To summarize: The article above is an argument for gays to boycott straight weddings this summer because in all but five states, same-sex marriage is banned.
So I’m getting married this summer to a man, and I’m a woman. I went to a women’s college and there are gay friends that I am inviting, and I want them to be there.
I am an adamant supporter of equal rights for gay individuals and couples on the state and federal level, I believe that sexuality is mostly biologically determined, and I will gladly stand up any day and scream for equal rights.
But I’m still getting married.
The author argues that it’s not just the “crazies” that are the obstacle facing same-sex marriage, but also heterosexual allies:
“Even well-meaning heterosexuals often describe their own nuptials in deeply personal terms, above and beyond politics, but tend to dismiss same-sex marriage as a political cause, and gay people’s desire to marry as political maneuvering.“
I rebuke this argument. If you say that the desire for same-sex couples get married is primarily for political reasons, then deep down underneath the layers of what’s “PC” you’re not really an ally.
If you say that two individuals want to get married because they just want the tax breaks and other marriage perks, you’re most certainly not an ally.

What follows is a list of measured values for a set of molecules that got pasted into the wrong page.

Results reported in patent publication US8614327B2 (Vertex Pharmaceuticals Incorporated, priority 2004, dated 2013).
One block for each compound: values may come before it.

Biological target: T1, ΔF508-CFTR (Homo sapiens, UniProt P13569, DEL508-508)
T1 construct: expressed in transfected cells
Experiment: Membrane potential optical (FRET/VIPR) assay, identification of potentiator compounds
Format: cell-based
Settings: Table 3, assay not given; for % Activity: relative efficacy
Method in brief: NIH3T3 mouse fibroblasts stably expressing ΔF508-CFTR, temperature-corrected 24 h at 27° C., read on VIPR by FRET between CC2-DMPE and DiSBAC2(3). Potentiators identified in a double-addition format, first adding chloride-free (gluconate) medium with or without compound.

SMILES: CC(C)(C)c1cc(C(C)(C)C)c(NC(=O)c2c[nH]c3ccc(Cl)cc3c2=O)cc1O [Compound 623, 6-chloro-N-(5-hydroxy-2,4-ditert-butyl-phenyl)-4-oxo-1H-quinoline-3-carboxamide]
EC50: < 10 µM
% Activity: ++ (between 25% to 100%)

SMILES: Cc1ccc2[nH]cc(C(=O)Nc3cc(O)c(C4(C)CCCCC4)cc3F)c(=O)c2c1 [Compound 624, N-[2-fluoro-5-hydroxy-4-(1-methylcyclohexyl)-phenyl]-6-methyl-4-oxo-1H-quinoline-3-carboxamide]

The desire to get married is the same regardless of gender: to express your love, and to have the state and world recognize you as a partner in your lover’s life.
And yeah, you get some pretty damn good perks with it (heck yeah I’m happy about the tax benefits and the fact that I can visit Tyler in the hospital god forbid if he was ever in there).
So Mr. Benjamin, I believe you have it wrong on two counts:
1. Those heterosexual allies that would ever say that same-sex couples value marriage for its political benefits, are not allies, and yes, are an obstacle for same-sex marriage.
2. By boycotting straight weddings, you’re widening the chasm between gays and straights. You’re making it seem like we’re enemies and on different sides, when we really shouldn’t be. By not attending straight weddings across the board, you’re in effect saying, “Thanks, but you’re not really an ally” which is ridiculous.
Meaningful events like weddings should not be politicized, but sadly they are. Mr. Benjamin, I think we need to work to make them less political and divisive, not more.